In court documents filed in the U.S., Leslie Ingratta of Windsor alleges two customs and border protection officers took her to a holding cell for questioning when she attempted to cross the Detroit-Windsor tunnel on Jan. 30, 2011, for a shopping trip to the states.
The lawsuit alleges officials questioned Ingratta repeatedly and accused her of lying about her reasons to travel before ordering her to face a wall. With her arms and legs spread, the officials conducted a search that included putting their hands under her bra and fondling her breasts, as well as grabbing her buttocks and rubbing her genitals, the suit alleges.
She was then taken back to the waiting room, crying and shaking, and told she was “clear to enter the United States.”
The story goes on to say that the woman was so traumatized by the incident that she turned around and returned to Canada immediately. Who can blame her?
Since 9/11, it seems like a siege mentality has descended on America’s borders. Indeed, it would seem that America’s reputation as an open, decent and principled society has been transformed into a paranoid, strident, militaristic one. In that sense, the perpetrators of the crime of 9/11 have achieved what they were after: America is nervous, and America has changed.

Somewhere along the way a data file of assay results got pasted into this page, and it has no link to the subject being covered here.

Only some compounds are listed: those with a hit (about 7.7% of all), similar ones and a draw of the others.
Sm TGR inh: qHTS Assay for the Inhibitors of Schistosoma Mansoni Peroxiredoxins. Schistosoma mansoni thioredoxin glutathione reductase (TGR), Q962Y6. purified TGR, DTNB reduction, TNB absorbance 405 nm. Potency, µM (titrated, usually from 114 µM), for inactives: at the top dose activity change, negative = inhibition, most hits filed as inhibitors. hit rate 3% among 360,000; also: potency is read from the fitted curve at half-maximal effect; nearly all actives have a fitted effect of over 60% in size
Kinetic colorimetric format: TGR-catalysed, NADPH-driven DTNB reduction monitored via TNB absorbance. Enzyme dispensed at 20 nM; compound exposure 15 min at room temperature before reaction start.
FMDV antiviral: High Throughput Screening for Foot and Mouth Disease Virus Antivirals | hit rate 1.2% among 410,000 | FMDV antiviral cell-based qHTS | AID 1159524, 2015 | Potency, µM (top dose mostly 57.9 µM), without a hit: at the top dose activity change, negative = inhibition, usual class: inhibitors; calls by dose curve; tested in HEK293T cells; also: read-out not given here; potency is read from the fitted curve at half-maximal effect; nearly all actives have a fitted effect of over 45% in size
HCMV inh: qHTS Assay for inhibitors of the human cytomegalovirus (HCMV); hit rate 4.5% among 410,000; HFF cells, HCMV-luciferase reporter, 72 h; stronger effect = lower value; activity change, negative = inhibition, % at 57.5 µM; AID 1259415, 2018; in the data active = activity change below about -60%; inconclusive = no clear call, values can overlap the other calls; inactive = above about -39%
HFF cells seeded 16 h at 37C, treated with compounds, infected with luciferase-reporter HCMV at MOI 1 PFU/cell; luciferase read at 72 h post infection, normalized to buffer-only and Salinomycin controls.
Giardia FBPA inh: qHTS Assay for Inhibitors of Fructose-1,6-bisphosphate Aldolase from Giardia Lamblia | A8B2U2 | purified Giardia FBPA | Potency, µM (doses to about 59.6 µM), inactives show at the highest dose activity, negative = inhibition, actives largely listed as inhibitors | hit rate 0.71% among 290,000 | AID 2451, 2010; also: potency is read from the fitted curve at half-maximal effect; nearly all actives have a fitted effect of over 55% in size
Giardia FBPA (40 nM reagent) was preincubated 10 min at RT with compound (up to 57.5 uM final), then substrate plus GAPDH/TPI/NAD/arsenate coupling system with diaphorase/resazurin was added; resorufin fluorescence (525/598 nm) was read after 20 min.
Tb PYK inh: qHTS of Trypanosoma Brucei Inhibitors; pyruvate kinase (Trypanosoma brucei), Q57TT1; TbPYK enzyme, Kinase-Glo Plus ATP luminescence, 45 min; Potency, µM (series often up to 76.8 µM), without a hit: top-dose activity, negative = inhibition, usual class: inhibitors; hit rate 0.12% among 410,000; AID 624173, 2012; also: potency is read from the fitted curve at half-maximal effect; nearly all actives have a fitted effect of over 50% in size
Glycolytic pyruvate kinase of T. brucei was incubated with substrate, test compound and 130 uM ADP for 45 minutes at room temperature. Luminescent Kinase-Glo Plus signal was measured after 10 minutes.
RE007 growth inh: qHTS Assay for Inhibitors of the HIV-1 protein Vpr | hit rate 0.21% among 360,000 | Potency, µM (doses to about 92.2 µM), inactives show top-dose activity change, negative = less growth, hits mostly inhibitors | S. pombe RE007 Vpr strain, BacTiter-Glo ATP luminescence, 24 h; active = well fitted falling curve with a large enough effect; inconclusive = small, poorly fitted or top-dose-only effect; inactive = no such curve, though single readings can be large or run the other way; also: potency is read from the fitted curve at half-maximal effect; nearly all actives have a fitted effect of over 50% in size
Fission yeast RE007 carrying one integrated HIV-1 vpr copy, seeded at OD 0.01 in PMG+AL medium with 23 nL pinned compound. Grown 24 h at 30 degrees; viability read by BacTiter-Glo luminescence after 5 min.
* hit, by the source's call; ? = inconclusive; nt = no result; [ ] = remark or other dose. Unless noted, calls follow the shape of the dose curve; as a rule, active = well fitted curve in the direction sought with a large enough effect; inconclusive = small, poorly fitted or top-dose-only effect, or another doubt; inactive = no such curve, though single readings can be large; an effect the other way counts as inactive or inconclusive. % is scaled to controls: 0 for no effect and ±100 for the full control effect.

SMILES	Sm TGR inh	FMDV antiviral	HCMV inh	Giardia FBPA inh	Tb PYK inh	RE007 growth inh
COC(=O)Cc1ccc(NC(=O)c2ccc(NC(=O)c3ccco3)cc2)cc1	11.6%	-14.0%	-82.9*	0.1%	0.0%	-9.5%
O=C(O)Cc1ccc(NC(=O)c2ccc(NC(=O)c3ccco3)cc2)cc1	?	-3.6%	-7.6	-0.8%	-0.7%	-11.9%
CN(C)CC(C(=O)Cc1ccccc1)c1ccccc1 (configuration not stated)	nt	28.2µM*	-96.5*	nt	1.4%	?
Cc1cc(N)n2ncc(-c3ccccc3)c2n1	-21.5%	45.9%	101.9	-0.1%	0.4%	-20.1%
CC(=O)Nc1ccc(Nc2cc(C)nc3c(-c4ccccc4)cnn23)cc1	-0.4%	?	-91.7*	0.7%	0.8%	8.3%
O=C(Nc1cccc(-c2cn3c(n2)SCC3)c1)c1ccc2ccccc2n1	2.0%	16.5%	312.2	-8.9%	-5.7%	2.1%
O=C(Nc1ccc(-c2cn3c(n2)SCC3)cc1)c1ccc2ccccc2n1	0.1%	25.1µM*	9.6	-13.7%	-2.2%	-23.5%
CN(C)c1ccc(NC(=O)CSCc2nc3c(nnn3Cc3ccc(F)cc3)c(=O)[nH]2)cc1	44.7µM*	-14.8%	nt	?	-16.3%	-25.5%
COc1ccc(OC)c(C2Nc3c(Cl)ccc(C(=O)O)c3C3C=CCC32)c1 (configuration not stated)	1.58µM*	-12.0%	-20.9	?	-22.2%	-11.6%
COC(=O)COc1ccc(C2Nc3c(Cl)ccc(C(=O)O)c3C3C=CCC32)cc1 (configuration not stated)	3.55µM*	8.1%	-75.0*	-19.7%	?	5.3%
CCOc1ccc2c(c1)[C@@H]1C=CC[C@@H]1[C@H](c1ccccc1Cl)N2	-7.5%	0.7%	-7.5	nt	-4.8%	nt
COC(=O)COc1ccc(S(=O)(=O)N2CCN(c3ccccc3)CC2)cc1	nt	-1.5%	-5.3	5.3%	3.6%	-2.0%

Border crossings are the litmus test of a free, civil and democratic America. Each time someone is abused at the border, we should be reminded of what has been lost from America’s past. While there were always shortcomings in the way border officials occasionally treated visitors, the invasive and offensive treatment now on display at US crossings is new and worrisome.
Some would argue that there is a need for more vigilance, and point to the threats to America. But we all know that the need to be vigilant does not replace the need for US officials to be reasonable and civil to visitors.
In the end, a lawsuit will not teach America what civilization requires. But it may at least remind its leaders to be true to the principles enshrined in their country’s constitution.